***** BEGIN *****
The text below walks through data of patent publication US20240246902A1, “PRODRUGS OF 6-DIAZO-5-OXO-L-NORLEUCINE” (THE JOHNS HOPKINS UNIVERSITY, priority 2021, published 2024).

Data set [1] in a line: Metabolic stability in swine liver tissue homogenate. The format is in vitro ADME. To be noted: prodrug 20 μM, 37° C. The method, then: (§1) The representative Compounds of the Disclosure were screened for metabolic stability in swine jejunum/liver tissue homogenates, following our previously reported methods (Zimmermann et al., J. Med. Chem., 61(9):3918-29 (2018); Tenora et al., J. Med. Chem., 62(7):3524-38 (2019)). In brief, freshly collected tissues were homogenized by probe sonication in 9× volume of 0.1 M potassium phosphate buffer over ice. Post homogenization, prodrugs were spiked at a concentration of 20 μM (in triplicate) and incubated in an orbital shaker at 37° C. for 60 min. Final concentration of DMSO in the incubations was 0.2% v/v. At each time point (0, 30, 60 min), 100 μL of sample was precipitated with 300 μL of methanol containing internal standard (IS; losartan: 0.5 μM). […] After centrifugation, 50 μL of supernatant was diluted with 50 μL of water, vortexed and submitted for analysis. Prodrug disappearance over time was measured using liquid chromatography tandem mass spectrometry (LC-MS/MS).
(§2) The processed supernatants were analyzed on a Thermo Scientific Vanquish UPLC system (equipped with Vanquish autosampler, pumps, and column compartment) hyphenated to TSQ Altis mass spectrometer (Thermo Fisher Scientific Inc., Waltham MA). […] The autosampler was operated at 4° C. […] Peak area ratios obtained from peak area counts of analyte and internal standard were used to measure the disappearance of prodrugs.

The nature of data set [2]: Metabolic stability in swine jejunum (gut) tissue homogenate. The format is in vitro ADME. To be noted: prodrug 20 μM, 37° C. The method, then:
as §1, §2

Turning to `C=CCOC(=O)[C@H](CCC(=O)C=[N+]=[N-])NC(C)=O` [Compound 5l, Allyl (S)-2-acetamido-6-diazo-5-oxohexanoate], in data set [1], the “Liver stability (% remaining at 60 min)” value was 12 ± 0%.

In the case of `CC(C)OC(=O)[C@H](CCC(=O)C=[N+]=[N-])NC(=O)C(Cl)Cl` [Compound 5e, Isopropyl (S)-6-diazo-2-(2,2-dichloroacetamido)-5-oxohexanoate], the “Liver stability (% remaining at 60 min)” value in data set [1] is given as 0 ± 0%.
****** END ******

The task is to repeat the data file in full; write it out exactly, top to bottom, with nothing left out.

The text below walks through data of patent publication US20240246902A1, “PRODRUGS OF 6-DIAZO-5-OXO-L-NORLEUCINE” (THE JOHNS HOPKINS UNIVERSITY, priority 2021, published 2024).

Data set [1] in a line: Metabolic stability in swine liver tissue homogenate. The format is in vitro ADME. To be noted: prodrug 20 μM, 37° C. The method, then: (§1) The representative Compounds of the Disclosure were screened for metabolic stability in swine jejunum/liver tissue homogenates, following our previously reported methods (Zimmermann et al., J. Med. Chem., 61(9):3918-29 (2018); Tenora et al., J. Med. Chem., 62(7):3524-38 (2019)). In brief, freshly collected tissues were homogenized by probe sonication in 9× volume of 0.1 M potassium phosphate buffer over ice. Post homogenization, prodrugs were spiked at a concentration of 20 μM (in triplicate) and incubated in an orbital shaker at 37° C. for 60 min. Final concentration of DMSO in the incubations was 0.2% v/v. At each time point (0, 30, 60 min), 100 μL of sample was precipitated with 300 μL of methanol containing internal standard (IS; losartan: 0.5 μM). […] After centrifugation, 50 μL of supernatant was diluted with 50 μL of water, vortexed and submitted for analysis. Prodrug disappearance over time was measured using liquid chromatography tandem mass spectrometry (LC-MS/MS).
(§2) The processed supernatants were analyzed on a Thermo Scientific Vanquish UPLC system (equipped with Vanquish autosampler, pumps, and column compartment) hyphenated to TSQ Altis mass spectrometer (Thermo Fisher Scientific Inc., Waltham MA). […] The autosampler was operated at 4° C. […] Peak area ratios obtained from peak area counts of analyte and internal standard were used to measure the disappearance of prodrugs.

The nature of data set [2]: Metabolic stability in swine jejunum (gut) tissue homogenate. The format is in vitro ADME. To be noted: prodrug 20 μM, 37° C. The method, then:
as §1, §2

Turning to `C=CCOC(=O)[C@H](CCC(=O)C=[N+]=[N-])NC(C)=O` [Compound 5l, Allyl (S)-2-acetamido-6-diazo-5-oxohexanoate], in data set [1], the “Liver stability (% remaining at 60 min)” value was 12 ± 0%.

In the case of `CC(C)OC(=O)[C@H](CCC(=O)C=[N+]=[N-])NC(=O)C(Cl)Cl` [Compound 5e, Isopropyl (S)-6-diazo-2-(2,2-dichloroacetamido)-5-oxohexanoate], the “Liver stability (% remaining at 60 min)” value in data set [1] is given as 0 ± 0%.